On Thursday Youkilis reached base four times in his five at-bats, collecting a walk, two singles and a double. His only out was on the last pitch of the game, when he drove a pitch from Rays closer Troy Percival to the warming track in centerfield for the game’s final out.
Youkilis finished the series with eight hits in 12 at-bats, good for a .667 average. Most of those came against pitchers with elite stuff, such as Garza, Kazmir and James Shields.
Remember: Youkilis was awarded the Hank Aaron Award as the top hitter in the American League last year. His first three games of 2009 have done nothing to dispel the validity of the title.
4) SIGNS OF PROMISE FOR MIKE LOWELL’S RECOVERY
Naturally, there were questions about Mike Lowell’s defensive agility. Coming off of surgery to repair his torn hip labrum last offseason, the third baseman is still working to regain his speed (not that there was much to begin with). As a result, it seemed natural to anticipate a loss of defensive range.
But judging by the play he made in the top of the eighth, his first-step quickness and instincts did not suffer from the surgery. With one out, Jason Bartlett ripped a ball down the third-base line. Lowell, who was playing shallow, leapt to his right and speared the ball before tumbling to the ground.
Lowell, who also went 1-for-4 with an RBI double, was playing in his third straight game. The Sox had told him after Wednesday’s game that he should call if there was any sign of soreness that might limit his availability for the final game of the series against the Rays. No call proved necessary, another sign about the state of Lowell’s recovery.
5) RAMON RAMIREZ HAS GOT SKILLS
On a day when Coco Crisp hit a game-winning homer for the Royals, the Red Sox received their second reminder in as many days that they may have gotten legitimate return on their former centerfielder.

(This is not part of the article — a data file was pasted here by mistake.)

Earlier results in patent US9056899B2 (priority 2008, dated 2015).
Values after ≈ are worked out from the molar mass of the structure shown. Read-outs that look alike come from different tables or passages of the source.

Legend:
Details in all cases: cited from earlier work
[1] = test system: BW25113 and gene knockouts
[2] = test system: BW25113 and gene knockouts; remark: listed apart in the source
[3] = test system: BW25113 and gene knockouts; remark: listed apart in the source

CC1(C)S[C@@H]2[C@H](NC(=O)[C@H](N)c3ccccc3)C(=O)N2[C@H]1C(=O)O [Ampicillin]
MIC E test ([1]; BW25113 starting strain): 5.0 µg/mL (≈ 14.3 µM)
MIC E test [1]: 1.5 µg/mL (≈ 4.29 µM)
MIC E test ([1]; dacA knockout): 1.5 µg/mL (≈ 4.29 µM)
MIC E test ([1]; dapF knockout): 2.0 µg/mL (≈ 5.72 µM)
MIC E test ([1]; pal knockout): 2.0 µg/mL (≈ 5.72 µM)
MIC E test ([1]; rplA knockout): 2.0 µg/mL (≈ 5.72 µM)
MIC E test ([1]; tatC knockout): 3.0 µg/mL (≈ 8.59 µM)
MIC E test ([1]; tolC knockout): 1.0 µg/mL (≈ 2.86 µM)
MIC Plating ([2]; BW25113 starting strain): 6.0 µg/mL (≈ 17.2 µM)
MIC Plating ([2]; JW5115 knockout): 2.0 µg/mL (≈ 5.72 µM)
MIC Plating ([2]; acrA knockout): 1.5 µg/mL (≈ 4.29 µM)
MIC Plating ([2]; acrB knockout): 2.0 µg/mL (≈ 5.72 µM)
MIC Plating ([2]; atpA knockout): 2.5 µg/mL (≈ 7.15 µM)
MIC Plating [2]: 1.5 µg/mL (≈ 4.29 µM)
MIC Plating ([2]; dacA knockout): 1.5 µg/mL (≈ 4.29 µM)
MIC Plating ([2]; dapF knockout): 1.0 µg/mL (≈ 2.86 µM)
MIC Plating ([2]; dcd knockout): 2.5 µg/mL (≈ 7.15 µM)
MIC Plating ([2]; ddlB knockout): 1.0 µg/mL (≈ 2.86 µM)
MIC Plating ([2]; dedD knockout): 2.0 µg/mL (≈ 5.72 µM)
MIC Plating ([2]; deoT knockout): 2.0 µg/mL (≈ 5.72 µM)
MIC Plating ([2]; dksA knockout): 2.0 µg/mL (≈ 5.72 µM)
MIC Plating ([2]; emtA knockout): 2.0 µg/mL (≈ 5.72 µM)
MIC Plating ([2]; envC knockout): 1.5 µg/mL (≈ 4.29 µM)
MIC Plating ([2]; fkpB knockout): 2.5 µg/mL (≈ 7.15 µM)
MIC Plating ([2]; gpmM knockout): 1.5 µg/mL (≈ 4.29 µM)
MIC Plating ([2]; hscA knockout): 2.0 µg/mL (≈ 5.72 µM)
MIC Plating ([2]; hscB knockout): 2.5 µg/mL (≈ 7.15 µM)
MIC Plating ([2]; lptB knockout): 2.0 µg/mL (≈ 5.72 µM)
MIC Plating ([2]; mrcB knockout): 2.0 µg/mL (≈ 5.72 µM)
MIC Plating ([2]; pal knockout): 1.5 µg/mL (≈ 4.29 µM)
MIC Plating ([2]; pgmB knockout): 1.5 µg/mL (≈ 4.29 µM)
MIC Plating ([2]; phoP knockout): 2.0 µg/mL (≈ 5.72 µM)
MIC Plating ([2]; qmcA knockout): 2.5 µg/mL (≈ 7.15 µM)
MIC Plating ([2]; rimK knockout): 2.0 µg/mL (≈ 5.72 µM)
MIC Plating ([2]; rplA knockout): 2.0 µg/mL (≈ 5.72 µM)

Reliever Ramon Ramirez, acquired from Kansas City for Crisp, entered Thursday’s game in the top of the eighth inning. The Sox, trailing 4-1, were trying to mount a comeback, but faced the potential for the game to get out of hand.
Ramirez was brought in with runners on the corners (courtesy of a pair of Manny Delcarmen walks) and one out. Somewhat surprisingly, he was summoned to face left-hander Gabe Gross, despite the fact that Delcarmen held lefties to a .190 average and .275 OBP in 2008, compared to marks of .300 and .370 against Ramirez.
But Ramirez made the strategy work, getting Gross to hit a comebacker that turned into an inning-ending double play. Ramirez then stayed on the hill for the eighth, concluding his outing with a strike out of Aki Iwamura with a nasty 90 mph slider (incorrectly deemed a fastball on the stadium board).
He needed just 13 pitches to record five outs. In his two games, he has recorded eight outs without allowing a baserunner. His pitch mix – a mid-90s fastball and a hard slider and change (both “off-speed” pitches register at about 90 mph) – is formidable.
“He’s so durable. He likes to pitch. He’s had success,” said Francona. “It’s going to be fun to watch this kid get better.”